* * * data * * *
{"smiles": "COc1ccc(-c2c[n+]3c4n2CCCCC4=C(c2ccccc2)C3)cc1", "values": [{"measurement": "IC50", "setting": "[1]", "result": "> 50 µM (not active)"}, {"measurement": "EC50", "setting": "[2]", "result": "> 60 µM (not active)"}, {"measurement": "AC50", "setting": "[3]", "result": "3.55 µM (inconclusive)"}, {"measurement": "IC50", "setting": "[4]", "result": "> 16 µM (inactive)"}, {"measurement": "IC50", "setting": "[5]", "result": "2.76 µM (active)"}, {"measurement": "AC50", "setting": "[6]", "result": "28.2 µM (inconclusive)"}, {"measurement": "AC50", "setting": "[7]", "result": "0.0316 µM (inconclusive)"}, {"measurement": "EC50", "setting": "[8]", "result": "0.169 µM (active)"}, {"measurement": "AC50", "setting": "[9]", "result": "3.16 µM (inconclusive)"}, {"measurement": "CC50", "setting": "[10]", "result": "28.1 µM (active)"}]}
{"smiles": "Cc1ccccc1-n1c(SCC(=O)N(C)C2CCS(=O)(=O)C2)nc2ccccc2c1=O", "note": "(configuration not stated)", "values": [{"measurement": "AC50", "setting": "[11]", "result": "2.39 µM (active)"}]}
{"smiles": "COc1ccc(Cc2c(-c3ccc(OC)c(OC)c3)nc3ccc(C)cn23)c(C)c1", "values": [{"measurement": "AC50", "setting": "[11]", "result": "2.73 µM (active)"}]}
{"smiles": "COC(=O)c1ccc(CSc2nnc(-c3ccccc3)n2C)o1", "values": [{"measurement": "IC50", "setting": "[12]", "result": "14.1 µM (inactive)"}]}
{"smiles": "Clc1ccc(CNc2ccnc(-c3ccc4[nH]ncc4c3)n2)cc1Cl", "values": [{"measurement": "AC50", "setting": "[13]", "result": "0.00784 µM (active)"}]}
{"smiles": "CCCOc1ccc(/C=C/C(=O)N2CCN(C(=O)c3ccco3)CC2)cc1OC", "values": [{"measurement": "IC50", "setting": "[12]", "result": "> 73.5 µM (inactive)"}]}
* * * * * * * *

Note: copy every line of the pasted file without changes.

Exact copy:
{"smiles": "COc1ccc(-c2c[n+]3c4n2CCCCC4=C(c2ccccc2)C3)cc1", "values": [{"measurement": "IC50", "setting": "[1]", "result": "> 50 µM (not active)"}, {"measurement": "EC50", "setting": "[2]", "result": "> 60 µM (not active)"}, {"measurement": "AC50", "setting": "[3]", "result": "3.55 µM (inconclusive)"}, {"measurement": "IC50", "setting": "[4]", "result": "> 16 µM (inactive)"}, {"measurement": "IC50", "setting": "[5]", "result": "2.76 µM (active)"}, {"measurement": "AC50", "setting": "[6]", "result": "28.2 µM (inconclusive)"}, {"measurement": "AC50", "setting": "[7]", "result": "0.0316 µM (inconclusive)"}, {"measurement": "EC50", "setting": "[8]", "result": "0.169 µM (active)"}, {"measurement": "AC50", "setting": "[9]", "result": "3.16 µM (inconclusive)"}, {"measurement": "CC50", "setting": "[10]", "result": "28.1 µM (active)"}]}
{"smiles": "Cc1ccccc1-n1c(SCC(=O)N(C)C2CCS(=O)(=O)C2)nc2ccccc2c1=O", "note": "(configuration not stated)", "values": [{"measurement": "AC50", "setting": "[11]", "result": "2.39 µM (active)"}]}
{"smiles": "COc1ccc(Cc2c(-c3ccc(OC)c(OC)c3)nc3ccc(C)cn23)c(C)c1", "values": [{"measurement": "AC50", "setting": "[11]", "result": "2.73 µM (active)"}]}
{"smiles": "COC(=O)c1ccc(CSc2nnc(-c3ccccc3)n2C)o1", "values": [{"measurement": "IC50", "setting": "[12]", "result": "14.1 µM (inactive)"}]}
{"smiles": "Clc1ccc(CNc2ccnc(-c3ccc4[nH]ncc4c3)n2)cc1Cl", "values": [{"measurement": "AC50", "setting": "[13]", "result": "0.00784 µM (active)"}]}
{"smiles": "CCCOc1ccc(/C=C/C(=O)N2CCN(C(=O)c3ccco3)CC2)cc1OC", "values": [{"measurement": "IC50", "setting": "[12]", "result": "> 73.5 µM (inactive)"}]}